US Treasury imposes sanctions on six Iranian firms owned or controlled by Shahid Hemmat Industrial Group
The United States imposed sanctions on Friday on six subsidiaries of a company key to Iran's ballistic missile programme, citing continued "provocative actions", including Tehran's launch the previous day of a rocket capable of putting a satellite into orbit.
A joint statement on Friday from the United States, France, Germany and Britain said the launch was inconsistent with a UN Security Council resolution calling on Iran not to conduct such tests.
The US Treasury's Office of Foreign Assets Control imposed sanctions on six Iranian firms owned or controlled by the Shahid Hemmat Industrial Group. The move enables the US government to block any company property under its jurisdiction and prevents US citizens from doing business with the firms.
"These sanctions ... underscore the United States’ deep concerns with Iran’s continued development and testing of ballistic missiles and other provocative behavior," Treasury Secretary Steve Mnuchin said in a statement.
"The US government will continue to aggressively counter Iran’s ballistic missile-related activity, whether it be a provocative space launch ... or likely support to Yemeni Houthi missile attacks on Saudi Arabia such as occurred this past weekend," Mnuchin said.
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Iran on Thursday successfully tested a satellite-launch rocket, days after warning Washington of a response to new US sanctions over the Islamic Republic's ballistic missile programme, state television said.
It said the launch vehicle, named Simorgh after a bird in Iranian mythology, was capable of propelling a satellite weighing 250kg to an altitude of 500km above Earth.
The six Shahid Hemmat units targeted by the US sanctions manufacture missile components, missile airframes, liquid-propellant ballistic missile engines, liquid propellant, guidance and control systems. They also do missile-related research and maintenance.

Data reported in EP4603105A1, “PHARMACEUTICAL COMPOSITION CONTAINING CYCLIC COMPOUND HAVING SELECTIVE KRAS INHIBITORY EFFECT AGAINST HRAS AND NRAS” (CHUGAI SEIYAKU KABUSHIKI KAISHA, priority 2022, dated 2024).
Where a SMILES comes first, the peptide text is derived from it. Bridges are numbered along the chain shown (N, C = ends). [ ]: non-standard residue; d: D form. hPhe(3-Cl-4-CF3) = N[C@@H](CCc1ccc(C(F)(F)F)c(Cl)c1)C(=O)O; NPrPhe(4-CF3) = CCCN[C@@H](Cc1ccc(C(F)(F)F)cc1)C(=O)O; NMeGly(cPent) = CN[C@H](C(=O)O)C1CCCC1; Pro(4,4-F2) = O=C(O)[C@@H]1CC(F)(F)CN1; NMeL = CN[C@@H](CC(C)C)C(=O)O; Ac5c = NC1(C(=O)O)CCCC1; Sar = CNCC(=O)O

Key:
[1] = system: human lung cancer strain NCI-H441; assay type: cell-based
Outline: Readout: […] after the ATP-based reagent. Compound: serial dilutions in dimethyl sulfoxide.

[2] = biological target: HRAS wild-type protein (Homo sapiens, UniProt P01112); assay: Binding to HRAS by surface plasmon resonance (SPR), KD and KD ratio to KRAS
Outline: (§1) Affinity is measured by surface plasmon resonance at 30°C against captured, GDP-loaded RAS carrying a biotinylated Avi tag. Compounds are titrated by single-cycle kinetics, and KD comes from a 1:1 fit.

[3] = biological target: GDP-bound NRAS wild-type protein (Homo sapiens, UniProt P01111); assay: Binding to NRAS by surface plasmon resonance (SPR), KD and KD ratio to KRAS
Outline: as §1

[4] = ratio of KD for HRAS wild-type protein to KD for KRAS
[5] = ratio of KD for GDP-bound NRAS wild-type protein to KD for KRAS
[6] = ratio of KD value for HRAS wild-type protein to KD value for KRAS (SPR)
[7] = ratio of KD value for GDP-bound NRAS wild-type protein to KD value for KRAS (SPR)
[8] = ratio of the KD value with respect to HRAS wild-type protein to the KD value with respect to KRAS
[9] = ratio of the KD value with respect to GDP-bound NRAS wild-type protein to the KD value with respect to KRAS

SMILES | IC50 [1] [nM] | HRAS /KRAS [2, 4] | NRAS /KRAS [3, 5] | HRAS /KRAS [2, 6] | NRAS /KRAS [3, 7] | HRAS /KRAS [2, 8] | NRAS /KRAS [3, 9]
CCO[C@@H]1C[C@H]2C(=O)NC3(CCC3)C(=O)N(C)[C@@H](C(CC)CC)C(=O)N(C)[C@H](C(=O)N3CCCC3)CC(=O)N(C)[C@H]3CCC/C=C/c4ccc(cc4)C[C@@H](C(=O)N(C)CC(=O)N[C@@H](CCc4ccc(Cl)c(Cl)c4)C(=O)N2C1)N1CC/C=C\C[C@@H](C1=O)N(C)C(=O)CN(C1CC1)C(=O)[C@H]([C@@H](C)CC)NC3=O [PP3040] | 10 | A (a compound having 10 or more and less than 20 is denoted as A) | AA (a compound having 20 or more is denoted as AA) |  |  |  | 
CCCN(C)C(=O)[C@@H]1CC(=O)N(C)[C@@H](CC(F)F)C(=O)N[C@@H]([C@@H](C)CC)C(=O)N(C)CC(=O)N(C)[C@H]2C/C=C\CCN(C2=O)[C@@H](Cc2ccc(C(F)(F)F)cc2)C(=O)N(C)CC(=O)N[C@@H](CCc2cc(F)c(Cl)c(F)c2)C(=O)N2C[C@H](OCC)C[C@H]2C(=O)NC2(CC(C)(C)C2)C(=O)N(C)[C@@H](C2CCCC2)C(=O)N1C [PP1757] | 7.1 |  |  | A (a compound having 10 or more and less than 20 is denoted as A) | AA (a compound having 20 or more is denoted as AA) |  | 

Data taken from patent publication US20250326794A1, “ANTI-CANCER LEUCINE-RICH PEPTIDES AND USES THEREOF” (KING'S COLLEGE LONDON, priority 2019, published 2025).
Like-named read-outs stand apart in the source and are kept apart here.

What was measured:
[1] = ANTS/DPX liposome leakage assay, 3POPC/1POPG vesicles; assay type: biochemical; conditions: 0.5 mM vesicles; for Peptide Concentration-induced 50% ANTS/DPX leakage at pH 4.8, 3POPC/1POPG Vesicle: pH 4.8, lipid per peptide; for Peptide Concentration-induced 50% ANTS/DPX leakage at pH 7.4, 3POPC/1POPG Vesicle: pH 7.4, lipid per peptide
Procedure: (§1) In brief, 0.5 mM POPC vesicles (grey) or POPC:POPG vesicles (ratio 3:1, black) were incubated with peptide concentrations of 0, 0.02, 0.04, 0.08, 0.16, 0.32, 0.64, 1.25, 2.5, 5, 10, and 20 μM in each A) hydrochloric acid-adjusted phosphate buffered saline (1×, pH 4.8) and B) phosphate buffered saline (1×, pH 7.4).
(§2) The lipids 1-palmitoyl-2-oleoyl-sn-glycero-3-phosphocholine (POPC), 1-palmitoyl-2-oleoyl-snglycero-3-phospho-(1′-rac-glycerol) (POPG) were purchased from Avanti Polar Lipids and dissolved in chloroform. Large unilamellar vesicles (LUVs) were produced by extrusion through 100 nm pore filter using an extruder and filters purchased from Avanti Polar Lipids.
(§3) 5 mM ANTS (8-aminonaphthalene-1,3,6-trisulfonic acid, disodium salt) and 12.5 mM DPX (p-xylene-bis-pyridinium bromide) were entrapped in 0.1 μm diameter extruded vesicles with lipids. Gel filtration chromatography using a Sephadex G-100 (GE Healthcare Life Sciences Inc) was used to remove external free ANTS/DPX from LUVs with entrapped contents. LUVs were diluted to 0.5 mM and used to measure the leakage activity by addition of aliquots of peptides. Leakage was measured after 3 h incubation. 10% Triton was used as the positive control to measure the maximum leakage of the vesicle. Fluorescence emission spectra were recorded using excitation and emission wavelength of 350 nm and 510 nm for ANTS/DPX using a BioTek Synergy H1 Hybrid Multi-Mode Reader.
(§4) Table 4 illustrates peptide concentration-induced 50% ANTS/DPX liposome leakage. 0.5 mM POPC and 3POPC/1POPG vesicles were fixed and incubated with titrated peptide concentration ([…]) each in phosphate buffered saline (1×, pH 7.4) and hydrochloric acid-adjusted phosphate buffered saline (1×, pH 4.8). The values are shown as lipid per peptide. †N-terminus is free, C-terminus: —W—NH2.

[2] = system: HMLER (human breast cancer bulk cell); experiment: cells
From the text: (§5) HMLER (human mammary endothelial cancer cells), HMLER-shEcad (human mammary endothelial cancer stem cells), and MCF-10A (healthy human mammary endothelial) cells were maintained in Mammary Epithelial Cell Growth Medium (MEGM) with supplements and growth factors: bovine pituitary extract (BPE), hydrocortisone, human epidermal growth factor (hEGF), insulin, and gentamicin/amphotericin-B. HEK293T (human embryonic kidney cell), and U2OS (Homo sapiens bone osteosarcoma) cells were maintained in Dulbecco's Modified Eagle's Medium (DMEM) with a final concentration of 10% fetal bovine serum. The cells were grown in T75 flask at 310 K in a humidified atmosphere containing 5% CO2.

The Treasury move was announced just hours after the US Senate voted almost unanimously to impose new sanctions on Iran, Russia and North Korea.
The measure put President Donald Trump, who has sought better ties with Russia, in a tough position, forcing him to either sign the bill into law or anger his party by vetoing it.
The sanctions in that bill also target Iran's missile development programmes as well as human rights abuses.
The State Department charged on Thursday that Iran's test of the satellite launch vehicle was a violation of UN Security Council resolutions as well as the spirit of the multinational Iran nuclear deal, under which Tehran agreed to curb its nuclear programmes in exchange for a lifting of some economic sanctions.
Washington's ambassador to the United Nations, Nikki Haley, said the Trump administration would continue to impose consequences on Iran until it complies fully with UN resolutions.
"The issue with Iran always comes back to mistrust. Iran’s widespread support for terrorists tells us we can’t trust them. Iran’s breaking its obligation on missile testing tells us we can’t trust them. Yesterday’s launch proves that yet again," she said in a statement.
The Trump administration certified Iran as being in compliance with the nuclear deal last week, even though Trump has called the agreement negotiated by his Democratic predecessor "the worst deal ever."
Trump issued a veiled threat against Iran earlier this week, warning Tehran to adhere to the terms of the nuclear accord or face "big, big problems." He said in a speech in Ohio that the deal had "emboldened" Iran and added "that won't take place much longer."